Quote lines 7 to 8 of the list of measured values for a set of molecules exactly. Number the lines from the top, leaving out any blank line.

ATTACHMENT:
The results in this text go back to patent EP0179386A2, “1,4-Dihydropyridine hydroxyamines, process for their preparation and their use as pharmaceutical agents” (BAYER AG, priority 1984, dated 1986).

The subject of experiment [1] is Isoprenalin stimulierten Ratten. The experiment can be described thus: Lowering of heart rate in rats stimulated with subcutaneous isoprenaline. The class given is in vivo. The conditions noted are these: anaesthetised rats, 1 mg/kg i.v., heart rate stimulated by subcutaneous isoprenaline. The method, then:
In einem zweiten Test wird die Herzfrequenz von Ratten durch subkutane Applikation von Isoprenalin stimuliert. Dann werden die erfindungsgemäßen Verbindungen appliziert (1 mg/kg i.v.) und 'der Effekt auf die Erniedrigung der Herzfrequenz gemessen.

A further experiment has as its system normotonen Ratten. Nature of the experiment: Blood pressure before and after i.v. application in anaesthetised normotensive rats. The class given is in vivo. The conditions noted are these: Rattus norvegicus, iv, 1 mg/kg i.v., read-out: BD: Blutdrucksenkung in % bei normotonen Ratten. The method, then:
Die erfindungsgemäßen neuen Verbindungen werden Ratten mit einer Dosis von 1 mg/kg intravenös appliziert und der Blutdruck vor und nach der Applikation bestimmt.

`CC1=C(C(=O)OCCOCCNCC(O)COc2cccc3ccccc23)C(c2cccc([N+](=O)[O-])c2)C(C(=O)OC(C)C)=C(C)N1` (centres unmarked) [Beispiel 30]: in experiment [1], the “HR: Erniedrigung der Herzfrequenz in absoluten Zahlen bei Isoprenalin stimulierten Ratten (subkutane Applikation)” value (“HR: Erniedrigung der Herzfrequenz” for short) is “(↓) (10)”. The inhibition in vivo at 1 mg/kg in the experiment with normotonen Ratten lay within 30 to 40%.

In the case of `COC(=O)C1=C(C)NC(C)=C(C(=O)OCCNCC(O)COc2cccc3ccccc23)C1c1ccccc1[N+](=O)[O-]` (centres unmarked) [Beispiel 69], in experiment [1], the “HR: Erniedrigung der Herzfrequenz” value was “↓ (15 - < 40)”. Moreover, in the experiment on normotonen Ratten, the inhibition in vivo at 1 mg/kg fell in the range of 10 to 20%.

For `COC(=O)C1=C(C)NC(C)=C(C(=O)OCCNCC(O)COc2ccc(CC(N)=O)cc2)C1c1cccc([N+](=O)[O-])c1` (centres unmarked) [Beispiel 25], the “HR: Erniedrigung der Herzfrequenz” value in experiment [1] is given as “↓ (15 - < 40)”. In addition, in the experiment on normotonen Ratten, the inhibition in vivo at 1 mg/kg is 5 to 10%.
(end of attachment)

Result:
In the case of `COC(=O)C1=C(C)NC(C)=C(C(=O)OCCNCC(O)COc2cccc3ccccc23)C1c1ccccc1[N+](=O)[O-]` (centres unmarked) [Beispiel 69], in experiment [1], the “HR: Erniedrigung der Herzfrequenz” value was “↓ (15 - < 40)”. Moreover, in the experiment on normotonen Ratten, the inhibition in vivo at 1 mg/kg fell in the range of 10 to 20%.

For `COC(=O)C1=C(C)NC(C)=C(C(=O)OCCNCC(O)COc2ccc(CC(N)=O)cc2)C1c1cccc([N+](=O)[O-])c1` (centres unmarked) [Beispiel 25], the “HR: Erniedrigung der Herzfrequenz” value in experiment [1] is given as “↓ (15 - < 40)”. In addition, in the experiment on normotonen Ratten, the inhibition in vivo at 1 mg/kg is 5 to 10%.